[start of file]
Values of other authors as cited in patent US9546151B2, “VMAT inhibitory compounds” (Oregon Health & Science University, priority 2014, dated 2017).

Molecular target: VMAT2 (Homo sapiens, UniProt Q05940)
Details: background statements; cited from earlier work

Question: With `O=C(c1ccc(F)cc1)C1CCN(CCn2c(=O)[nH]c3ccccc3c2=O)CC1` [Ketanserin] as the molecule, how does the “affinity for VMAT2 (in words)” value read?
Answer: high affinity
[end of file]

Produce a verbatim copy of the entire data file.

Values of other authors as cited in patent US9546151B2, “VMAT inhibitory compounds” (Oregon Health & Science University, priority 2014, dated 2017).

Molecular target: VMAT2 (Homo sapiens, UniProt Q05940)
Details: background statements; cited from earlier work

Question: With `O=C(c1ccc(F)cc1)C1CCN(CCn2c(=O)[nH]c3ccccc3c2=O)CC1` [Ketanserin] as the molecule, how does the “affinity for VMAT2 (in words)” value read?
Answer: high affinity